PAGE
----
The founder and A&R manager for Life and Death Records, DJ Tennis, brought on the night perfectly with his dark and demented sound. Showcasing much of his label’s best upcoming and past tracks along with other trippy and ethereal songs, Tennis kept a very atmospheric, but energized sound.

dOP came out swinging with a real unique set-up for a deep house crew. The trio consisted of a DJ, who masterfully mixed the bassline and percussive elements into each other, a pianist/analogue player, who provided trippy and ethereal elements to the sound, and a singer/hype man, who had a broad vocal range and tons of energy. Dumping three or four bottles of Belvedere into the crowd’s mouths and slamming a bottle to themselves, this group simply knew how to throw a party. Probably my favorite set of Friday, dOP’s chemistry and stage presence was second to none. The hype man kept constant contact with the crowd, bringing a few on stage, and keeping the whole stage energized.

We went over to the Oasis stage that sat in the middle of the festival grounds.  We decided to catch one of the very few live acts happening all weekend, Holy! Ghost.  Now, I must clear the air about something here.  I usually don’t find many problems with sound interference and overlap from stage-to-stage, but this was too ridiculous not to mention.  Being that this stage was in the middle instead of the perimeter of the festival ground (hence Oasis), sound from every stage could be heard from this tent.  It was obvious poor planning or last minute decision making, and I have to feel bad for all the artists that played in that tent this past weekend.  They were given an opportunity to showcase their music, but circumstances outside of their control may have disappointed quite a few people.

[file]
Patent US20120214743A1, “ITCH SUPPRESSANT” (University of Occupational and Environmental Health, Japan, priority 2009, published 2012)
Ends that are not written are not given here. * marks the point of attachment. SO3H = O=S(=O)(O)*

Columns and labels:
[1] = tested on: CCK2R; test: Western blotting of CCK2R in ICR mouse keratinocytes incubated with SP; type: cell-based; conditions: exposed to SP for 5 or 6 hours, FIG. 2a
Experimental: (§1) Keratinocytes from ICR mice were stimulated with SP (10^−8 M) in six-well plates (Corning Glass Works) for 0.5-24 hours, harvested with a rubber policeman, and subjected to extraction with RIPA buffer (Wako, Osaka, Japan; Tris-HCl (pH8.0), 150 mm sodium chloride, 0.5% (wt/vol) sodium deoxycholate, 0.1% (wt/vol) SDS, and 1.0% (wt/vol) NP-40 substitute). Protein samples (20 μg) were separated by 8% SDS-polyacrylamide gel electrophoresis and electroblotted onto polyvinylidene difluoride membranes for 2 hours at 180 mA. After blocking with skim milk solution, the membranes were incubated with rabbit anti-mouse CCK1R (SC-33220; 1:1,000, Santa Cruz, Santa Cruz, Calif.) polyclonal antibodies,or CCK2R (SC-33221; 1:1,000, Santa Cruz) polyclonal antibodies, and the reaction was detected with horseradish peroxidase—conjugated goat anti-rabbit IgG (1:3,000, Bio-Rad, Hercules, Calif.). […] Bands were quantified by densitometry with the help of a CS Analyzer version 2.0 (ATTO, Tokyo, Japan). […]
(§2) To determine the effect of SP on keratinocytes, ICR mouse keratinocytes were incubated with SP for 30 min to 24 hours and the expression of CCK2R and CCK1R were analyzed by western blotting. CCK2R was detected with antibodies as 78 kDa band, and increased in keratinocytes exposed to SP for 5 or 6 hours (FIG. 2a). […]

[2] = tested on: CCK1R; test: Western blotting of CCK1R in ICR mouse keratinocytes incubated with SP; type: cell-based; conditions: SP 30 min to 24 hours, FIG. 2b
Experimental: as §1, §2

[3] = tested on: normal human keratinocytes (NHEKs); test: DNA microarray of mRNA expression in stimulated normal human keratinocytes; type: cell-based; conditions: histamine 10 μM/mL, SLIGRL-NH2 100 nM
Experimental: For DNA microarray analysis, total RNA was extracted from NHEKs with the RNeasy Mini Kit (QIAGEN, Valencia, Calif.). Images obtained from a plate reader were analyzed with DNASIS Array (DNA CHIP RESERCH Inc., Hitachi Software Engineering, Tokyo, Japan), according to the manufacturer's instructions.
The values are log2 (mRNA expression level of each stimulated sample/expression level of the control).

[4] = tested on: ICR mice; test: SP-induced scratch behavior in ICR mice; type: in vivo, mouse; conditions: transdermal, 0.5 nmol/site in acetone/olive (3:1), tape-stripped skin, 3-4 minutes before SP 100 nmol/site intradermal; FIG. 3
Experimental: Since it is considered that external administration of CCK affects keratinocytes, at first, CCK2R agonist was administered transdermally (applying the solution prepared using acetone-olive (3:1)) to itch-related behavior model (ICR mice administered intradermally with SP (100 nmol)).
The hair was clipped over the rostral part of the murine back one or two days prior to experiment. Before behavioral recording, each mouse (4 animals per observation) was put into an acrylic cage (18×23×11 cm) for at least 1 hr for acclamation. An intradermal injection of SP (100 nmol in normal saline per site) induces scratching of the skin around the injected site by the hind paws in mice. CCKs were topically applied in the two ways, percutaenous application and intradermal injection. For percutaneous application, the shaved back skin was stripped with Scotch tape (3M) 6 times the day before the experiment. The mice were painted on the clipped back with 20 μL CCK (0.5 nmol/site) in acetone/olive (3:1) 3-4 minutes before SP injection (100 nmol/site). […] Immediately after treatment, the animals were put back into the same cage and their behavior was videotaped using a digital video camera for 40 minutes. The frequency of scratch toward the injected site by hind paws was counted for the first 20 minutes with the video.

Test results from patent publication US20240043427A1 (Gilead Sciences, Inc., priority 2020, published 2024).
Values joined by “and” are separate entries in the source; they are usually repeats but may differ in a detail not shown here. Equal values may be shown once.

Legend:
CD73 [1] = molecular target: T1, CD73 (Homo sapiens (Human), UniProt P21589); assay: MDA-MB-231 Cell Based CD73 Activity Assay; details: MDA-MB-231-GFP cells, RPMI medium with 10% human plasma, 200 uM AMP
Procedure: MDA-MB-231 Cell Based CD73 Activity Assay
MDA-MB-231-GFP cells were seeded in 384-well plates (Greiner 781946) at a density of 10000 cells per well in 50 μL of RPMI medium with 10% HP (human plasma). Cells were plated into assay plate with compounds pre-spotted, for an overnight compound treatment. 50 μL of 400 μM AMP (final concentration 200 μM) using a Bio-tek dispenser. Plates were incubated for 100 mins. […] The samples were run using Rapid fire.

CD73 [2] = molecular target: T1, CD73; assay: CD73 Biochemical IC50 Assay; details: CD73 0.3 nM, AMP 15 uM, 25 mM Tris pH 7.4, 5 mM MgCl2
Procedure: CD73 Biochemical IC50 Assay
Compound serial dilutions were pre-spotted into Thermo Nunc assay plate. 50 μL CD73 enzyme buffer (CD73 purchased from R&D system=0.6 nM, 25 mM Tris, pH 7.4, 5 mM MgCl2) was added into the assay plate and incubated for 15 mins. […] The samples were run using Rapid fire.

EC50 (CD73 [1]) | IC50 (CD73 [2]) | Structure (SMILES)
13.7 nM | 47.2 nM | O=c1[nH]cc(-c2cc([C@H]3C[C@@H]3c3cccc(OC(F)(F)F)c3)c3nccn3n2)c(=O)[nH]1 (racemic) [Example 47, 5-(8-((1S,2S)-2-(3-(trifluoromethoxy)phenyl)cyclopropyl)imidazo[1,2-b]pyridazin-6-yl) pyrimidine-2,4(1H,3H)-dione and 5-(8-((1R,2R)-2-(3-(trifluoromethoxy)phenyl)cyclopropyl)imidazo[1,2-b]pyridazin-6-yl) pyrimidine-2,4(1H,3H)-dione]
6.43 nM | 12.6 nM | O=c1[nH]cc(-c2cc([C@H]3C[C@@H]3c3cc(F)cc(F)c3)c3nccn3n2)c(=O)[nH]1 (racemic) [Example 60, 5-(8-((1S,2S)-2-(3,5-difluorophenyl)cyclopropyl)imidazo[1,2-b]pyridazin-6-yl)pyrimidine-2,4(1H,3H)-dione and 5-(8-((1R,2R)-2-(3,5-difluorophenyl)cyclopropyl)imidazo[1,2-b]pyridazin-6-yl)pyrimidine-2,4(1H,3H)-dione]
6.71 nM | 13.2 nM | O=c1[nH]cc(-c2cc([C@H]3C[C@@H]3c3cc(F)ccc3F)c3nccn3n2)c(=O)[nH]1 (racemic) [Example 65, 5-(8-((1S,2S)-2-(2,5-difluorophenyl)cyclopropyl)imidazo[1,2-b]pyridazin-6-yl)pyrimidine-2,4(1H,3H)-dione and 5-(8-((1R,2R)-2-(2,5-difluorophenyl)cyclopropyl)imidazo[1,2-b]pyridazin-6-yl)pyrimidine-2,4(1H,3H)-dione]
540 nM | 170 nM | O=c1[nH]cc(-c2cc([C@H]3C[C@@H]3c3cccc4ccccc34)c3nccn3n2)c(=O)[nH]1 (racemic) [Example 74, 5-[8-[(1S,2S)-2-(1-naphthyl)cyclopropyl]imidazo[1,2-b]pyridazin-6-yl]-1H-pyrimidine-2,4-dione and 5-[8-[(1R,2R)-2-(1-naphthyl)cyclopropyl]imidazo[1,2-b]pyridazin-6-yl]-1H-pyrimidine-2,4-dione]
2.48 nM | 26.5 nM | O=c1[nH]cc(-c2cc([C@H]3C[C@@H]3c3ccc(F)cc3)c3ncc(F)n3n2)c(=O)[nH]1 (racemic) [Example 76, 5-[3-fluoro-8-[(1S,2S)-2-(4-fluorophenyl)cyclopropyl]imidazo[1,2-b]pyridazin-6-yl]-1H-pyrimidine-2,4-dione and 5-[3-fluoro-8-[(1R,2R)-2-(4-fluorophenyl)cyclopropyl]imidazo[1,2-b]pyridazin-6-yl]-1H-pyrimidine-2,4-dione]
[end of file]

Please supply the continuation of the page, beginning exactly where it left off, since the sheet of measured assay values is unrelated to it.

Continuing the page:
James Murphy was the same situation, only amplified.  The two bigger stages were now blaring for the late night acts.  The front man from LCD Soundsystem looked like he knew what was going on too. , and he didn’t look happy about it.  We will give him an “A” for effort though, he tried his best and I’m sure if we were front row we would have been able to hear perfectly.

As the sun set on sunburnt bodies we started to wander around to each stage and check out a little bit of everyone.  The sound interference between each stage became more apparent and more frustrating as we walked to each stage.  We ended up staying at Chris Lake b2b TJR for a bit.  If you’re a fan of more commercialized pop-sounding house music you’d enjoy this set.  While the two on stage did incorporate elements of hard electro, the set was a bit predictable.

We left the first day a bit skeptical about certain things.  The sound interference was clearly the biggest issue.  While the planning didn’t quite live up to expectations, the music was great.  You could tell that every artist knew they were at the premier house music festival and were enjoying it.  We were looking forward to Day 2 to see if things would get even more turnt up!

About Amelia Waters